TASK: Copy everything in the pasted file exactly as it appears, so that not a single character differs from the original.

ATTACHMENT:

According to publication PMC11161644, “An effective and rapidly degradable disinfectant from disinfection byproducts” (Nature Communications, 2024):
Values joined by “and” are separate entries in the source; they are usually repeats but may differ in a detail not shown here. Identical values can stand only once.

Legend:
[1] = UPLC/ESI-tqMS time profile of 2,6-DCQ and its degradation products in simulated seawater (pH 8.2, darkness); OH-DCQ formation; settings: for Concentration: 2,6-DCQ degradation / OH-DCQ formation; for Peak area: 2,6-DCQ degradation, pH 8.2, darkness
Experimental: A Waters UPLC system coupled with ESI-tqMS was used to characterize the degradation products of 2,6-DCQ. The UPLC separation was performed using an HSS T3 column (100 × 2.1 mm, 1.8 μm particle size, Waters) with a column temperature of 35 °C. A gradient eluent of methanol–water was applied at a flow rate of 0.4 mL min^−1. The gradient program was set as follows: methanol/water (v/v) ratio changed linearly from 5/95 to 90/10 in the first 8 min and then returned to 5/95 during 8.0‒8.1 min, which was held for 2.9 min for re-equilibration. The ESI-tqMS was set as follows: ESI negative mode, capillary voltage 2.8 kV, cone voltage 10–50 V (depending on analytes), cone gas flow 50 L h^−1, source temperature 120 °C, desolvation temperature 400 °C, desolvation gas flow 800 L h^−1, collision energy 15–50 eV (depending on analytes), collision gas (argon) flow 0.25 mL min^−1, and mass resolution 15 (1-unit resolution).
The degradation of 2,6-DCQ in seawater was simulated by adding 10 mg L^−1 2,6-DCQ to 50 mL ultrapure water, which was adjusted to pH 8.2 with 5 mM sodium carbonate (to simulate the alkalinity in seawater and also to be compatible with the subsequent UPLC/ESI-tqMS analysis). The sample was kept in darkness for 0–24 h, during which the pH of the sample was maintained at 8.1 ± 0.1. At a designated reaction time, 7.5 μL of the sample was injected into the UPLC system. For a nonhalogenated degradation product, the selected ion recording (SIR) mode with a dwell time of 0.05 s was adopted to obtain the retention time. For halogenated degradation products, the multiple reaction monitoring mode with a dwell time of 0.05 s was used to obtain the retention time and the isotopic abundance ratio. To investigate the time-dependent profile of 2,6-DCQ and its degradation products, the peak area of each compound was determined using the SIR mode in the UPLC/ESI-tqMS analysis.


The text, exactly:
According to publication PMC11161644, “An effective and rapidly degradable disinfectant from disinfection byproducts” (Nature Communications, 2024):
Values joined by “and” are separate entries in the source; they are usually repeats but may differ in a detail not shown here. Identical values can stand only once.

Legend:
[1] = UPLC/ESI-tqMS time profile of 2,6-DCQ and its degradation products in simulated seawater (pH 8.2, darkness); OH-DCQ formation; settings: for Concentration: 2,6-DCQ degradation / OH-DCQ formation; for Peak area: 2,6-DCQ degradation, pH 8.2, darkness
Experimental: A Waters UPLC system coupled with ESI-tqMS was used to characterize the degradation products of 2,6-DCQ. The UPLC separation was performed using an HSS T3 column (100 × 2.1 mm, 1.8 μm particle size, Waters) with a column temperature of 35 °C. A gradient eluent of methanol–water was applied at a flow rate of 0.4 mL min^−1. The gradient program was set as follows: methanol/water (v/v) ratio changed linearly from 5/95 to 90/10 in the first 8 min and then returned to 5/95 during 8.0‒8.1 min, which was held for 2.9 min for re-equilibration. The ESI-tqMS was set as follows: ESI negative mode, capillary voltage 2.8 kV, cone voltage 10–50 V (depending on analytes), cone gas flow 50 L h^−1, source temperature 120 °C, desolvation temperature 400 °C, desolvation gas flow 800 L h^−1, collision energy 15–50 eV (depending on analytes), collision gas (argon) flow 0.25 mL min^−1, and mass resolution 15 (1-unit resolution).
The degradation of 2,6-DCQ in seawater was simulated by adding 10 mg L^−1 2,6-DCQ to 50 mL ultrapure water, which was adjusted to pH 8.2 with 5 mM sodium carbonate (to simulate the alkalinity in seawater and also to be compatible with the subsequent UPLC/ESI-tqMS analysis). The sample was kept in darkness for 0–24 h, during which the pH of the sample was maintained at 8.1 ± 0.1. At a designated reaction time, 7.5 μL of the sample was injected into the UPLC system. For a nonhalogenated degradation product, the selected ion recording (SIR) mode with a dwell time of 0.05 s was adopted to obtain the retention time. For halogenated degradation products, the multiple reaction monitoring mode with a dwell time of 0.05 s was used to obtain the retention time and the isotopic abundance ratio. To investigate the time-dependent profile of 2,6-DCQ and its degradation products, the peak area of each compound was determined using the SIR mode in the UPLC/ESI-tqMS analysis.